(camera clicks and beeps)
And that's blue steel. (audience laughs) You're looking more like this, Toby, right? Straight on?
Do it again. (camera beeps and clicks) Yeah, okay, great. Could probably come down a little bit on that backlight.
It's a little hot, but that's lighting their whole scene.
I know, it's lighting the scene. We don't have to come down on it, we could just move this in tighter too. One of the things I've always loved doing is not lighting the foreground. Bouncing the foreground. It's a funny little story, but one of the very first lighting kind of scenarios that I liked, and I wanted to recreate, was when I was a kid. And I remember, in the middle of the night, waking up and was going to go to the restroom, as one does in the middle of the night. And I had a ladder off my bunk bed, and I was going to the bathroom. And the light was on in the corridor, and I opened the door, and I looked and I saw myself in the mirror. The lights were off in the bathro...
om. And I was like, oh, that's interesting, that's a cool lighting, as it bounced off the mirror and lit me across the back, you know, lit me in my face with the light bulb. But the light bulb was causing a glow behind me. And I'm like, oh, I've never seen myself look like that before. This sort of shot in the middle of the night, in total darkness, but with the light bulb all the way down the corridor. And I have always since then sort of looked at lights, sort of scenarios and then tried to recreate them. So, I'm constantly, in real life, looking at real life lighting, where the sun lights things in certain ways, or a light bulb lights something that I find interesting, and looking and going, it's there, it's there, this is here, and then trying to recreate it. A bit like the light bulb, you know, next to the couch as a young kid seeing the light and thinking, this light bulb is this far away, it was this type of light bulb, it was this big. All these things make a difference 'cause you have a bigger umbrella. It's not gonna be the same. More light's gonna come out of it. But it also made me realize back then just how much I liked the light source coming from the back. So, you find the style. It becomes a thing that you do. And you explore it further and further. Alright, let's do one more. And again, normally, I would have a mark for the model. Did we just introduce that?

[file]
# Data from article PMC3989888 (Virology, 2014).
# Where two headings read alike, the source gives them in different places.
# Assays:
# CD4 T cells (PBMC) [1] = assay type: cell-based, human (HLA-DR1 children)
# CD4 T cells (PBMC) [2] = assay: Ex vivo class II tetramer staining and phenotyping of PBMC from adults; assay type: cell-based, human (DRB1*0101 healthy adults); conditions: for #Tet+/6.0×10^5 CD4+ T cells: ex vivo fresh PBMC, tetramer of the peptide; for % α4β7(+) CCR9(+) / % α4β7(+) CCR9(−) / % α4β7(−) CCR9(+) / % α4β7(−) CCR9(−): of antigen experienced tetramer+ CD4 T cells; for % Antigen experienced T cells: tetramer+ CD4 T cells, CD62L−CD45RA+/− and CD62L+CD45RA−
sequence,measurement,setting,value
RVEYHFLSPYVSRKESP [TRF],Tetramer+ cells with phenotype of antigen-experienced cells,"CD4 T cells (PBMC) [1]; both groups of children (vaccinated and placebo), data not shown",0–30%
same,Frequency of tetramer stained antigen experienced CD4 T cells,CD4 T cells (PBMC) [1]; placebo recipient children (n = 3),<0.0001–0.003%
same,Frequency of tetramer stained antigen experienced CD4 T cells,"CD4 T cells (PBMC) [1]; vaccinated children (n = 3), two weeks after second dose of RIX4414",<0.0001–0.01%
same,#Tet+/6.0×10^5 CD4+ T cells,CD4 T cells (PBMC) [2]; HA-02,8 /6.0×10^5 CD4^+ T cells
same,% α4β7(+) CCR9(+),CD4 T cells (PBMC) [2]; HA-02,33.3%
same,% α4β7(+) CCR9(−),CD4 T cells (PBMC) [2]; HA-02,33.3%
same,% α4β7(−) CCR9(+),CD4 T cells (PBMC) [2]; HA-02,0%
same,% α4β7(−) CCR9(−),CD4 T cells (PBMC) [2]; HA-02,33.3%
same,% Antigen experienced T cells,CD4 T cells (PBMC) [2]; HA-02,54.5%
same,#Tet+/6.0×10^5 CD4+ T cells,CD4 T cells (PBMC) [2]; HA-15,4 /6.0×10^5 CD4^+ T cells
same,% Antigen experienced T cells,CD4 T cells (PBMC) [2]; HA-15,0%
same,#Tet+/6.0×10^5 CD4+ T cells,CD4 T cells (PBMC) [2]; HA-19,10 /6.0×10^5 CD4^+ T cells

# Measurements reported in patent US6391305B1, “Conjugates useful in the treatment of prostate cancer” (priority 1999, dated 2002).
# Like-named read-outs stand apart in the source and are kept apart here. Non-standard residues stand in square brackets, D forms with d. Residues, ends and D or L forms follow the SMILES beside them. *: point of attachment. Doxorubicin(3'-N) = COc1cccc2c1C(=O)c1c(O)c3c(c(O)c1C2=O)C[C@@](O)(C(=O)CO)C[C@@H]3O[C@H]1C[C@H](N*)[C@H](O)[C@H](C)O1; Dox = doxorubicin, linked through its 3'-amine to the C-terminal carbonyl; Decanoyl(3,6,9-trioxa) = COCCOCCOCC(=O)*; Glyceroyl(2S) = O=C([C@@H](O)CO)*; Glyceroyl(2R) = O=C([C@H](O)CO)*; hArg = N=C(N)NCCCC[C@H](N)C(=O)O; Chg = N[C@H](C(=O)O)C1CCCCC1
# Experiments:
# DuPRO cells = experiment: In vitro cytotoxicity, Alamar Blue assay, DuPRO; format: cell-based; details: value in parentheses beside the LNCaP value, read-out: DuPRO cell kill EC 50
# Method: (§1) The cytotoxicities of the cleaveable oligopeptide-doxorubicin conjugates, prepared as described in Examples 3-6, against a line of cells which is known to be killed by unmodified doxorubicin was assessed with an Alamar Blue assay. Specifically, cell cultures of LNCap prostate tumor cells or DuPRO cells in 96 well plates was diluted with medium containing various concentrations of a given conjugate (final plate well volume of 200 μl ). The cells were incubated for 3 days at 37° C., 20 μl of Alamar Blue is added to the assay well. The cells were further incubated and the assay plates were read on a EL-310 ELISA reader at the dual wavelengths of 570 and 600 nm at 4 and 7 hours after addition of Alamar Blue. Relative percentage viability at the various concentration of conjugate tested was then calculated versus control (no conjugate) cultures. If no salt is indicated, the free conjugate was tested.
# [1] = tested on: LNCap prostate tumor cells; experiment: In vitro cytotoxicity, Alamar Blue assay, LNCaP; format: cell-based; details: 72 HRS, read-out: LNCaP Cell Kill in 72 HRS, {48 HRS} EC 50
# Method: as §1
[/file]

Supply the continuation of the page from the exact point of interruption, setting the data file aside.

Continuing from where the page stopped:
I just added a strip in just to clean it up a little bit. (chuckles)
You see what he's doing now. (camera beeps and clicks) Beautiful. That's nice. Now, I can play with that, it's great. Let's get Rhonda in. So, as he said, he brought in a strip to clean up the image. That's an expression we use all the time. Cleaning up the image. So, you'll start, and you'll see areas there that you're like, a little fill here, a little tweak there, and we fill. We just clean up. And you can start by lighting the whole thing. It's often easier, actually, to light it bit by bit and add a little bit, and then tweak, and add a little bit, and then tweak versus just setting the whole setup and then jumping in it 'cause it's hard to then balance all the lights. By adding them one at a time, you get a better sense of your build. There's two ways here. You can stand in front of it, like I am, or you have a longer lens and you're on the other side of it. But it's why it becomes kind of tricky. I'm gonna make my presence less known. I'm gonna move you this way a little, honey. There you go. I think we can twist this just a tiny bit, Tobs. Towards her. Yeah, that's good. Thank you. And you can just look towards this way here, and then the eyes to the camera now. There you go. Beautiful. (camera beeps and clicks) Boom. How much better it looks on Rhonda than me. (laughs) But very subtle. This glow in the background. The bounce off just the white card, the white paper. Super soft here, but harsh back there, and I love that contrast. The contrast in very soft, gentle versus very harsh, hot light. One can obviously make this darker, and you can make everything, you know, the further the model is away from the wall, the darker the white background will go. You can also card this off and put a v-flat here so there's no spill hitting it, and then introduce another light, and hit a light into the background so that you control an aspect of the background which is super dark. There's a little white, glowing element down there. Turn this into a silver reflector and make it much more speculative. Or just put a little bit of a silver reflector in here and bounce and start to carve the light up. I'm inspiring Toby. (audience laughs) Okay, let's have a go. (camera beeps and clicks) Gorgeous. Boom. So, now we're bringing it in all the way through here. Obviously, lit her up gorgeously. There's a nice wrap of darkness that comes through here, but it still catches in the eye. And the more you kind of crunch these, I mean, these are raw right out of the camera. You're looking at this completely raw image, right? But there's a beautiful story there in this little area of darkness. And I love that. And for me, I would savor the light like this, and I would really work on that expression and the emotion that's coming out of there. This is the kind of lighting that I would probably use if I were shooting even a magazine cover. And it's super simple, super easy, and it's gonna really catch someone's eye.